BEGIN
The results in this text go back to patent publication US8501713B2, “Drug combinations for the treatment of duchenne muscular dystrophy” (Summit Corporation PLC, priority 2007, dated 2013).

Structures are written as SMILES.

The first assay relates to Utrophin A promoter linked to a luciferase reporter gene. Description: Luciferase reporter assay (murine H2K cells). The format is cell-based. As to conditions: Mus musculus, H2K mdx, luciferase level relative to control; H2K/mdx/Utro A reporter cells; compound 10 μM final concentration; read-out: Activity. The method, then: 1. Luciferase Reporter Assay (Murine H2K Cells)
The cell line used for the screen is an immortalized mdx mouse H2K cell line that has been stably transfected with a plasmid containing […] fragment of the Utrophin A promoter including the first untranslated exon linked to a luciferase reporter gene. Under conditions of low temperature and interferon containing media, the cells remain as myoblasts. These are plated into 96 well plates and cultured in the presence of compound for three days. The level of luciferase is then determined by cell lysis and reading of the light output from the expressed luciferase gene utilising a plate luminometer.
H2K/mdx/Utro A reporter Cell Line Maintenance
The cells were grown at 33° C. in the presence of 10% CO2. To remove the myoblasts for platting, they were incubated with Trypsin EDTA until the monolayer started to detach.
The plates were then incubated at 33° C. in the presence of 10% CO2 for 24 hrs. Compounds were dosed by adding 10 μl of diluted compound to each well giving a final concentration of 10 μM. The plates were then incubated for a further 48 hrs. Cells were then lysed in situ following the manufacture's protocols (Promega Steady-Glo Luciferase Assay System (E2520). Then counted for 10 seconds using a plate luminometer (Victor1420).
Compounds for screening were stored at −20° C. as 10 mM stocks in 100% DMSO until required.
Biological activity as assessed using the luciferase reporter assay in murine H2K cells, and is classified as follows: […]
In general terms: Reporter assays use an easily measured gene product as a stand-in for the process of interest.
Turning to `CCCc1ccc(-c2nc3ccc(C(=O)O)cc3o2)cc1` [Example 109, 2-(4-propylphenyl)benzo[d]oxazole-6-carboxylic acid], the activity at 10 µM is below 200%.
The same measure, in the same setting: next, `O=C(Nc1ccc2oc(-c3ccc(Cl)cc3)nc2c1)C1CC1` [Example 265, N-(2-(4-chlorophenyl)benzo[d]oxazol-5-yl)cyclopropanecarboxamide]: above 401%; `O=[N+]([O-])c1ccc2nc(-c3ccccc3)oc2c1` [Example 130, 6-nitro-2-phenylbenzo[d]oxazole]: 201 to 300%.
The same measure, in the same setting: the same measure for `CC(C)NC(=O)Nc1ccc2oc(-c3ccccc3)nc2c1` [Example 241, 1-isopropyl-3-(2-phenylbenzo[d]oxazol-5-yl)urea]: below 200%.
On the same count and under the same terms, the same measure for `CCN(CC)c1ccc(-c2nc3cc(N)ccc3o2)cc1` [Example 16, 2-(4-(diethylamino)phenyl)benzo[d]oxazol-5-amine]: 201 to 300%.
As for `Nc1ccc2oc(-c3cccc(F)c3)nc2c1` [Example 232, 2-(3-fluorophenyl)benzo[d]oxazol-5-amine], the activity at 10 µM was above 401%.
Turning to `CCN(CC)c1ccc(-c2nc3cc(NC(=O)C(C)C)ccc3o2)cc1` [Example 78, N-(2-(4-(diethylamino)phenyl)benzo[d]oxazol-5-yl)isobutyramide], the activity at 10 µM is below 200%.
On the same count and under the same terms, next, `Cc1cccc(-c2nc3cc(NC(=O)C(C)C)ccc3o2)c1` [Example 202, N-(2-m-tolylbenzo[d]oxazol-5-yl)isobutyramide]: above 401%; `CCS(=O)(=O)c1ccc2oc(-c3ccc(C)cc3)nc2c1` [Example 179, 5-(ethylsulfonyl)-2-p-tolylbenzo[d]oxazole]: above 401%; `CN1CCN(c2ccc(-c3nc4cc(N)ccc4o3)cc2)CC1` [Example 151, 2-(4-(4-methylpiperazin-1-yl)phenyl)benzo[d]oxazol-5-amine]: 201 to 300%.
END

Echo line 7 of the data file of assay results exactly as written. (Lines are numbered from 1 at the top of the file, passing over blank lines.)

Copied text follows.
The plates were then incubated at 33° C. in the presence of 10% CO2 for 24 hrs. Compounds were dosed by adding 10 μl of diluted compound to each well giving a final concentration of 10 μM. The plates were then incubated for a further 48 hrs. Cells were then lysed in situ following the manufacture's protocols (Promega Steady-Glo Luciferase Assay System (E2520). Then counted for 10 seconds using a plate luminometer (Victor1420).